Gift at Low Tide

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{I’ve just rolled in from the shore and am reaching two years back into the archives to share with you my favorite Palm Sunday ever. Enjoy as you align your heart this holy week.}

Palms waved on Palm Sunday, fronds rattling, applause in the wind. I walked hand-in-hand with my firstborn toward our abandoned umbrella, its fringe fluttering near the shoreline. Bare feet shuffled over sandy cobblestone, felt the grit, the heat. I clicked my tongue like the clop-clop of hooves on that old Jerusalem road before crowds laid down coats and branches to dampen the sound. The rightful King could have come in on a high horse but He picked a beast of burden instead, the animal with a cross on its back, a humble donkey…and a baby one at that. Continue reading

Our Spring Will Come

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Sidewalks are the new riverbed. Water rushes down the slightest incline over cracks that break your mother’s back. Liquid leans over the frozen curb and flows down the path of least resistance.

But not you, little boy. You pick the hard way. Continue reading

On Corsets and Fear {One Word 2014}

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Maggie Smith doesn’t wear a corset. She’s the only woman on the cast of Downton Abbey who doesn’t. I heard this bit of gossip at a recent event with visiting writer Jessica Fellowes, niece of Downton Abbey screenwriter Julian Fellowes. Smith says she’s served her time all these years of doing period dramas in the movies and on television. She’s flat-out done with the corsets.

That’s what I want to say to fear, the way it laces me up tense and leaves me gasping. Continue reading

Chicken Soup for the Jealous Soul

Photo by Nate EmbryHow do you feel about secret recipes, that little pinch of special spice that only so-and-so knows to add to get the perfect combination of flavors? Food blogger and author Molly Wizenberg says the idea is ridiculous. “Recipes are by nature derivative: rare is the recipe that springs, fully formed, from thin air, without the influence, wisdom, or inspiration of other prior dishes,” she writes, “Recipes were made to be shared. That’s how they improve, how they change, how new ideas are formed and older ones made ripe.”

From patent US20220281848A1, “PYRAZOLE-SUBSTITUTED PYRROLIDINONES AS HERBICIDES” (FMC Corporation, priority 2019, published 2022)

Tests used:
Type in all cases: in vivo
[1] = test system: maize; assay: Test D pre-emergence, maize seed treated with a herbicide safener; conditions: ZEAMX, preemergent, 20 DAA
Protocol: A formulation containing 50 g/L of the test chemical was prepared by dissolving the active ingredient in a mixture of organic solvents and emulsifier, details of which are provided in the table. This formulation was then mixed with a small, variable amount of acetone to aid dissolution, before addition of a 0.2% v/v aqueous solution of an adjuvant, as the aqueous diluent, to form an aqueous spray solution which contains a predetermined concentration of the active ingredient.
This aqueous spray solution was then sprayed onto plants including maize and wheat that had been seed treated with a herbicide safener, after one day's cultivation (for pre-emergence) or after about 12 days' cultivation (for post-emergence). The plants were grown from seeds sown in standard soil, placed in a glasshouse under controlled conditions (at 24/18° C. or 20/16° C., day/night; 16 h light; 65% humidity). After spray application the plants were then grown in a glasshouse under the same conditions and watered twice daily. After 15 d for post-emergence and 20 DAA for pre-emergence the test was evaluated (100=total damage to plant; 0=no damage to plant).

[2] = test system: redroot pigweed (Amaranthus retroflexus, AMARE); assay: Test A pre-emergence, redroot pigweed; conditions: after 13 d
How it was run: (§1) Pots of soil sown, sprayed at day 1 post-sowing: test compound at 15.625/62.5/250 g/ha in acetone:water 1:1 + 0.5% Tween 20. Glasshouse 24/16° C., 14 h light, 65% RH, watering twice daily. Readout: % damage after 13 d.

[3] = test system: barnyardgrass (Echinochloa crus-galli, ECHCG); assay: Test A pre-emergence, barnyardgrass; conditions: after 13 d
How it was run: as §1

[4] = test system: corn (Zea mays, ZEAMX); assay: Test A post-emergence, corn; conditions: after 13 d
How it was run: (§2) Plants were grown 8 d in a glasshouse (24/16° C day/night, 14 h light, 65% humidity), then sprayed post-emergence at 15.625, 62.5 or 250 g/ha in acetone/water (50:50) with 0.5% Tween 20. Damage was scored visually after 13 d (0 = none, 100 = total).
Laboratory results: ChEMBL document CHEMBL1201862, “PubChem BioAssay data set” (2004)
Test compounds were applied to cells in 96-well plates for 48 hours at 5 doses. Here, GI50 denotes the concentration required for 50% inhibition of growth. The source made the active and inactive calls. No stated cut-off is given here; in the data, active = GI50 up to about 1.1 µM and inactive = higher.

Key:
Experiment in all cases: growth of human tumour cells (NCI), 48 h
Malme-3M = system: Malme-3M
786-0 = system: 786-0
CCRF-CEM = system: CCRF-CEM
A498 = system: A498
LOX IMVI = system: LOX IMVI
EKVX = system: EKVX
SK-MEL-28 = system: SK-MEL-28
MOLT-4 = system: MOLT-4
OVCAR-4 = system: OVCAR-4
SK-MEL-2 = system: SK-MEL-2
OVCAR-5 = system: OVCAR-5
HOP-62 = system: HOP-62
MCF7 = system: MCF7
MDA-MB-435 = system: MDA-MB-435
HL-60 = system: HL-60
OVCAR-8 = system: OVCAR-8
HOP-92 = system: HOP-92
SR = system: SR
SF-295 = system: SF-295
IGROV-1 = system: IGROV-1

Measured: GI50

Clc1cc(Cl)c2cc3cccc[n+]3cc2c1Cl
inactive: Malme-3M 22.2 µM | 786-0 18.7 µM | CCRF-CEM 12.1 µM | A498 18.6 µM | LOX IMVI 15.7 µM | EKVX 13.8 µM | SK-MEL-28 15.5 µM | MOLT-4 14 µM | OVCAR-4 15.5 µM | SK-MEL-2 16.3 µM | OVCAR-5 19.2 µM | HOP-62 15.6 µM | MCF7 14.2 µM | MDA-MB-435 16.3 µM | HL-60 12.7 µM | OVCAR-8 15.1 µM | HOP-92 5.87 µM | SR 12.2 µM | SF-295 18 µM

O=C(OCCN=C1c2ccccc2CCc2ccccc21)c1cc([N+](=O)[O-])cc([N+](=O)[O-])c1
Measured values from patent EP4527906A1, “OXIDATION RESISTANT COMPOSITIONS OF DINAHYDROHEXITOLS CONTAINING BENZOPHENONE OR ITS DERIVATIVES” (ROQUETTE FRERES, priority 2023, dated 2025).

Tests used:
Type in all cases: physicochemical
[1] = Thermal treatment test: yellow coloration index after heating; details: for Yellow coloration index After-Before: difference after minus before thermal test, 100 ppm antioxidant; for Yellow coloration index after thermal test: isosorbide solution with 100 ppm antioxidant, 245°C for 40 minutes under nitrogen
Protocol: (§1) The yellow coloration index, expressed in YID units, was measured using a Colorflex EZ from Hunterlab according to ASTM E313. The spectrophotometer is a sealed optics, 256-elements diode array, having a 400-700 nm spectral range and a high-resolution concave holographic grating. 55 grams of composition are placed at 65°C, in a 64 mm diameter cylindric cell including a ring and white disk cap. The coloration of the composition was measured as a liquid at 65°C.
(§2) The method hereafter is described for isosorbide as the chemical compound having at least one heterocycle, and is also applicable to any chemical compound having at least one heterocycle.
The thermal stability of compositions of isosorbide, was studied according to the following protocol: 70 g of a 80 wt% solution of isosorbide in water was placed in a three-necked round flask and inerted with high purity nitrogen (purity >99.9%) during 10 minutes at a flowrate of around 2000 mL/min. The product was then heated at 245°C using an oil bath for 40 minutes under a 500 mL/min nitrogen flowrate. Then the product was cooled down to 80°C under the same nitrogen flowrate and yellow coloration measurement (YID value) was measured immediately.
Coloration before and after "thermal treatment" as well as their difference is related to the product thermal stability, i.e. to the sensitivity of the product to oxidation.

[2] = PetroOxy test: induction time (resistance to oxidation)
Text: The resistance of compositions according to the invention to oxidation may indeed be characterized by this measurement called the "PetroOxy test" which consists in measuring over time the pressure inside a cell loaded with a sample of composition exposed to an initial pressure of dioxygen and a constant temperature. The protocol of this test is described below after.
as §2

I think we can apply that to pretty much any creative pursuit, from cooking to writing to making music. Sometimes we’re guilty of keeping trade secrets trying desperately to make legends of ourselves and maybe that’s supposed to make us happy. But like the story of the Little Red Hen, if a person isn’t willing to lend a hand to see someone else’s idea come to fullness, they’re not going to reap the benefits when the bread is baked.

I remember one literary agent I chatted with said that at certain writing conferences he attended, even in casual conversation out at dinner, authors would zip their lips about their current projects so as not to leak any details that might give their fellow writers an advantage. It’s a lonely career when you see your contemporaries as competition.

Today, I’m looking at jealousy and the staleness it brings to the creative life. Come on over to my friend Charity’s place and try out my not-so-secret remedy, like a little Chicken Soup for the Jealous Soul.

{This post contains an affiliate link for Molly Wizenberg’s A Homemade Life, a book I “devoured” for my book club last summer. If you click on the link and make a purchase, I will receive a small commission at no extra charge to you, defraying some of the cost of running the blog. The book contains witty and moving stories based around some of Wizenberg’s favorite recipes. Enjoy!}

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